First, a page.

Eat frequent small meals consisting of healthful foods.
Take small bites and eat slowly and mindfully. Patients must follow this strictly post bariatric surgery.
Chew solids well and avoid drinking liquid15mins pre meal and 30 mins post meals.
Relaxation techniques(chew foods 32 times before ingesting) should be used to reduce the speed of eating and drinking.
Patients should carry sugar-free beverages with them and drink often.
It is recommended that patients consume about 3 litres of fluid daily.
A low fibre intake can result in either constipation or chronic diarrheabecause of the lack of dietary bulk. In addition, a higher fibre intake is recommended to reduce serum cholesterol and provide satiety.
Fresh fruit can be incorporated into a smoothie made with cow's milk, yogurt, or soy milk.
Approximately 60–80 g of daily protein is recommended for nutritional adequacy and for wound healing after surgery.
Frequent nutrition visits are required in the first few months after surgery, in part to ensure that protein nutrition is optimal.
Average servings of foods and beverages containing large amounts of sugar will cause the dumping syndrome and must be avoided.
Patients should have available healthful snacks, such as nuts, whole grain crackers, roasted grams, fresh and dried fruit, and protein shakes.
The gastric bypass creates malabsorption, whereby iron, calcium, and B complex vitamin nutrition is in jeopardy.
A daily combination of an adult strength multivitamin with iron, a Bcomplex supplement, and 1,000– 1,500 mg of calcium is needed for the rest of the patient's life.
Chewable vitamins are now available for patients who do not tolerate pills well.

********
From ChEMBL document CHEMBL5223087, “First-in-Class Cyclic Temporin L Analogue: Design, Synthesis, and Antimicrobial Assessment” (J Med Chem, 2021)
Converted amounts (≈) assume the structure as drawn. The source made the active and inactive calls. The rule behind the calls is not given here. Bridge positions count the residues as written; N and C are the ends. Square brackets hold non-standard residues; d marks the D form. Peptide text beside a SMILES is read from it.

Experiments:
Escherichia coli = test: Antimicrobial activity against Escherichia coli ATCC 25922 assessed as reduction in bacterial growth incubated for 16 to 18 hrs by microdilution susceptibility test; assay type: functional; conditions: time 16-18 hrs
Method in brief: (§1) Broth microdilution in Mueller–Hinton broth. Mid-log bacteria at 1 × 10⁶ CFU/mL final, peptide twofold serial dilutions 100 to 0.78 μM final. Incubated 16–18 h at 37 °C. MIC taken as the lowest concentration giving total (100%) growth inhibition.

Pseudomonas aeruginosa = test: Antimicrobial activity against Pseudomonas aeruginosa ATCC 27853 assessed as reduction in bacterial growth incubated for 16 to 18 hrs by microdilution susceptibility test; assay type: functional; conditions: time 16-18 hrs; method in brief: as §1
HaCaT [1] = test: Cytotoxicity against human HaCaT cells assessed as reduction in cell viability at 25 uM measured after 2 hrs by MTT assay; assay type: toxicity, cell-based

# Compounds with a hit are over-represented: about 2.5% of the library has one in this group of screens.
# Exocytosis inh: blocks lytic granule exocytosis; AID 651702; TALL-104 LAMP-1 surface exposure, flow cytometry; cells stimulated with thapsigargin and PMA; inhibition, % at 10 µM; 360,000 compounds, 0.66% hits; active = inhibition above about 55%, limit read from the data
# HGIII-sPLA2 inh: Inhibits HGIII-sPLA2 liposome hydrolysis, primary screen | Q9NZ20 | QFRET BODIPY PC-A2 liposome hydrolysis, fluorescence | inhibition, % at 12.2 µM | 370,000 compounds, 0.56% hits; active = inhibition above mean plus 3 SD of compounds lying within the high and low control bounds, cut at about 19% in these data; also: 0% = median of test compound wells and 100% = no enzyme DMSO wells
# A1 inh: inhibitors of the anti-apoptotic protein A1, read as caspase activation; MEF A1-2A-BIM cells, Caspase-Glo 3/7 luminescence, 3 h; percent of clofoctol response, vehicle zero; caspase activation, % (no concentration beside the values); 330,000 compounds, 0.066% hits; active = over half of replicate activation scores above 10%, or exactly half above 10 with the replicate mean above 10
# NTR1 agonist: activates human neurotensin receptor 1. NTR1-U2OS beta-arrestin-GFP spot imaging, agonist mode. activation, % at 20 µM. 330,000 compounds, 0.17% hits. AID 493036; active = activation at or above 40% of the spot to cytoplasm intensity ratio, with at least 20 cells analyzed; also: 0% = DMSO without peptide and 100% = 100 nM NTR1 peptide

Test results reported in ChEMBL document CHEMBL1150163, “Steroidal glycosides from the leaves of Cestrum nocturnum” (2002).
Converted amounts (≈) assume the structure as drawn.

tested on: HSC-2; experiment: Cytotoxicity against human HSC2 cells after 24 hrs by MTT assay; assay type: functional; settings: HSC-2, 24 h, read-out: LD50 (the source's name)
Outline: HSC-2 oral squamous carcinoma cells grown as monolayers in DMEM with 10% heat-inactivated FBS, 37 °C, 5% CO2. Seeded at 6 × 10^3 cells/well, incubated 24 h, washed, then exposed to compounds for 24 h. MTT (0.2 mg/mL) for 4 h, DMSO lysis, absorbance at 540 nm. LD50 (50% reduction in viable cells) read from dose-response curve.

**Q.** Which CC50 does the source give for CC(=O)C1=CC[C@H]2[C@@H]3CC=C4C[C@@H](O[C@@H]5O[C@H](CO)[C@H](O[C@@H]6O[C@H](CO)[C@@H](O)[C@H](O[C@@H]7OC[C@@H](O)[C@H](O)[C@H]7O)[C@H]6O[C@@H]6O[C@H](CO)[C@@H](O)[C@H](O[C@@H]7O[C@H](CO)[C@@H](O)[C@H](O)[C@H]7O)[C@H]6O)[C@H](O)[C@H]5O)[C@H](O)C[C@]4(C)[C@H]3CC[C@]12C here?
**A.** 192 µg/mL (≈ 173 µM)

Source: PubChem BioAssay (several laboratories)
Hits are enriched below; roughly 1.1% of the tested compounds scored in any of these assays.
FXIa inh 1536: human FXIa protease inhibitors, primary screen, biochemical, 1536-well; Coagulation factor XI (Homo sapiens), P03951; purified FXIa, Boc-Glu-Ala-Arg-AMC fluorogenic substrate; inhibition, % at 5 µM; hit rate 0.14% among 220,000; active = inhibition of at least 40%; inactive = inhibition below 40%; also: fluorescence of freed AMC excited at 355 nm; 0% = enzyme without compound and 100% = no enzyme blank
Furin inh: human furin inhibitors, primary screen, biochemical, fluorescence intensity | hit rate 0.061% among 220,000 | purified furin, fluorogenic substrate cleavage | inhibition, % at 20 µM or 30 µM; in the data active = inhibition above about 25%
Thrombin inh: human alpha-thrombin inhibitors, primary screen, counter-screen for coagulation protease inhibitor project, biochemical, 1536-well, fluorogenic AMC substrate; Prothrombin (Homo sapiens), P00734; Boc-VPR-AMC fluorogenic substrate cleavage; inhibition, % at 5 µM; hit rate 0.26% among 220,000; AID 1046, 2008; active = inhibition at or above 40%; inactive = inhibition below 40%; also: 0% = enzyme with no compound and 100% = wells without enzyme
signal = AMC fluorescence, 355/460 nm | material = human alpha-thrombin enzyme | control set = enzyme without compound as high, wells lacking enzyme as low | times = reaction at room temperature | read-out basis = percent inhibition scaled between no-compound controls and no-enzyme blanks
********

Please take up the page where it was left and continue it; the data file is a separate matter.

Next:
Diagnostic blood work is needed at the patient's annual postoperative visit or sooner if suspicious symptoms such as fatigue or shortness of breath are present.
Attendance at support group meetings should be mandatory before surgery, and patients should continue regular attendance for several months or longer after surgery.
Patients who are achieving their goals serve as role models and can encourage a fighting spirit in those more wary of making big changes in their habits.
Most patients need at least 45 minutes of daily aerobic exercise with thrice-weekly strength training exercise highly recommended to maintain the metabolic rate at a high level.
If orthopedic problems persist, aquatic exercise programs may be the only option for adding therapeutic movement to the postoperative lifestyle.
Some patients lose weight very rapidly, especially in the early postoperative phase. If they are having difficulty eating well, this must be resolved to allow for a nutritious diet with adequate protein.
Muscle loss is unavoidable if someone is losing as much as 1 lb/day. Exercise and high protein, especially strength training, can help reduce the rate of muscle loss.